TORONTO — Caught in the swirling winds of a dangerous snowstorm, comedian Michelle Shaughnessy was debating whether to risk spinning off the road for a paycheque.
It was almost Christmastime when the actress and writer was plowing down the highways of British Columbia with fellow standup comic John Perrotta at the wheel. As headliner of a comedy tour in 2012, her upcoming shows were supposed to cover expenses over the holidays, but as they pushed through whiteout conditions she began to wonder at what possible cost.
“How am I gonna survive Christmas without this gig money?” she remembers thinking as Perrotta pulled over and debated cancelling the final dates of the tour.
They ultimately decided to turn back, scrap those shows, and swallow the losses. In the Canadian comedy world, these desperate financial scenarios are all too common, Shaughnessy says, because standup comedians are frequently undercut in their value.
She points to the withering popularity of standup on Canadian television where decades ago CBC’s showcase “Comics!” shone bright in prime time. Cable channel the Comedy Network once stacked its schedule with homegrown comedians instead of “The Big Bang Theory” episodes.
The sting of changing broadcast priorities lingers in the pocketbooks of many comedians who say they count on royalty payments from their past sets on radio to make a living wage. Meanwhile, they’re pounding the pavement at comedy clubs that often underpay.
That’s why a partnership announced last week between Just For Laughs and Sirius XM Canada stoked fears that Canada’s standup circles were about to suffer another financial blow.
Plans to rebrand Canada Laughs under the Just For Laughs banner suggested homegrown comedians were about to be sidelined for more international stars. A swift backlash from comics led the companies to relent and promise they would continue to only showcase Canadians on the satellite channel.
But the spat revealed a surprisingly precarious local comedy industry where many rely on royalties from the Sirius channel for a significant chunk of their living expenses.
“As soon as I heard about it, my first thought was, ‘I’m going to have to be a waitress again,'” says Shaughnessy, who likened her annual income from the channel to a starting position in a full-time job.
“Some comics legitimately were like, ‘I won’t have rent money.'”
Sandra Battaglini, who heads the Canadian Association of Stand-up Comedians, says layers of structural problems throughout Canada’s comedy industry have resulted in many comics living on shoestring budgets.
In January, she posted a photograph on Facebook showing a crinkled $10 bill she was paid to perform in an “open spot” at a comedy club in Toronto. The show was sold out and tickets were $20 each, she said.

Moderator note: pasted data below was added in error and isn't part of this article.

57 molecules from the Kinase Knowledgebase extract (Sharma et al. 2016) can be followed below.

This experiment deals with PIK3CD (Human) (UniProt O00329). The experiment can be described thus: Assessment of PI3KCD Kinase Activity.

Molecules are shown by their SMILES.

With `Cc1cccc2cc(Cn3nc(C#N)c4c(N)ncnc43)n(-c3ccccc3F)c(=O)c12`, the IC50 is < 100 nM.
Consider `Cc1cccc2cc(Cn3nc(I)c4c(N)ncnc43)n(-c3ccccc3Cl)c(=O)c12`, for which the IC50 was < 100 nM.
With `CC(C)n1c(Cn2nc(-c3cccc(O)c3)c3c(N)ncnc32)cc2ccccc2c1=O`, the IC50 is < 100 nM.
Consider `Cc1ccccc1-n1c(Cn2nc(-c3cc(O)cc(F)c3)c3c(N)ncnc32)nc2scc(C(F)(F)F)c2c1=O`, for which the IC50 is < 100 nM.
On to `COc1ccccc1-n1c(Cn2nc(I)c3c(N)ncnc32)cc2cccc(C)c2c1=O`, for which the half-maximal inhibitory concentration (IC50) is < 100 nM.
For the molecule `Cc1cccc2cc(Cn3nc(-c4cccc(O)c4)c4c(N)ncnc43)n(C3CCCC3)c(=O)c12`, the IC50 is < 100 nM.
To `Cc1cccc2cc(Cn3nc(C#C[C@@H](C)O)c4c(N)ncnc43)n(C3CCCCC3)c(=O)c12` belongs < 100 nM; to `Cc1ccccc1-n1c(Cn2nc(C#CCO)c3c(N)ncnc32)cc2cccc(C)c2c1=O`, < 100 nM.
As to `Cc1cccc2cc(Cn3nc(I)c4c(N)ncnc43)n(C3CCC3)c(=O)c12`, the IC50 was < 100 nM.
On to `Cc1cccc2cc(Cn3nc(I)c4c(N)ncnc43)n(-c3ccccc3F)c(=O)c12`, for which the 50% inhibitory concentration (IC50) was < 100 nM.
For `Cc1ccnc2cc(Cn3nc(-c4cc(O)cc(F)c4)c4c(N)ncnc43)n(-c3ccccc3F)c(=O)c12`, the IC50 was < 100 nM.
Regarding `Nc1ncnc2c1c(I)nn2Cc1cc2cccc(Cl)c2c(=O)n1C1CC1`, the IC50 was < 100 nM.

“I got paid half of one ticket sold,” she wrote. “When is our industry going to honour our work?”
Battaglini says that experience was only the tip of the iceberg for a career in Canadian comedy. She describes a “circle of entrapment” for local performers who face limited opportunities and need to travel to the U.S. or the United Kingdom to make a living.
She hopes the association for comics will be able to address many of these concerns.
Among her top goals is to have comedians recognized through arts funding, like most other major entertainment forms in the country, including film, TV, music and theatre. The money could go towards paying for the expenses of travelling across Canada, and the costs of applying for a visa to work stateside.
She believes Canadian comics are already at a disadvantage in their own country because Americans do not face the same bureaucratic red tape when they visit Canada for work.
Battaglini also has gripes with popular comedy chains who she says require performers to adhere to exclusivity agreements that prevent them from playing nearby clubs. The rule forces comics to proclaim loyalty while receiving little in return, she says.
“How can you pretend to have that jurisdiction over my work when you’re not paying me full-time wages?” she added.
Saskatchewan performer Kelly Taylor says he sometimes weighs the question himself as he pushes through tours of smaller cities across the country, clocking in countless hours on the road.
“I might as well have been a truck driver,” he jokes. “I’d probably get paid better. Then I wouldn’t have to tell jokes when I get there.”
After years of catering to university crowds, Taylor found a more lucrative niche in hockey jokes.
Most of his gigs are corporate events, which generally pay higher rates, and he’s even gone as far as to perform a set in the Philadelphia Flyers dressing room.
Some of those shows are unforgettable experiences, he says, but many simply pay the bills. Performing in Western Canada means he’s isolated from most comedy communities, and he admires other comics who are able to mingle with their own.
“Sometimes I’ll have a good paying weekend but creatively I’ll just feel like a sellout,” he says.
Taylor finds it heartening to see how the Just For Laughs controversy has united Canadian comics in support of their peers.
“As a comic you can go through these stages where you get treated as a piece of trash and you get these weird pockets where you get treated great,” he added.
“It’s good to see us all band together.”
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David Friend, The Canadian Press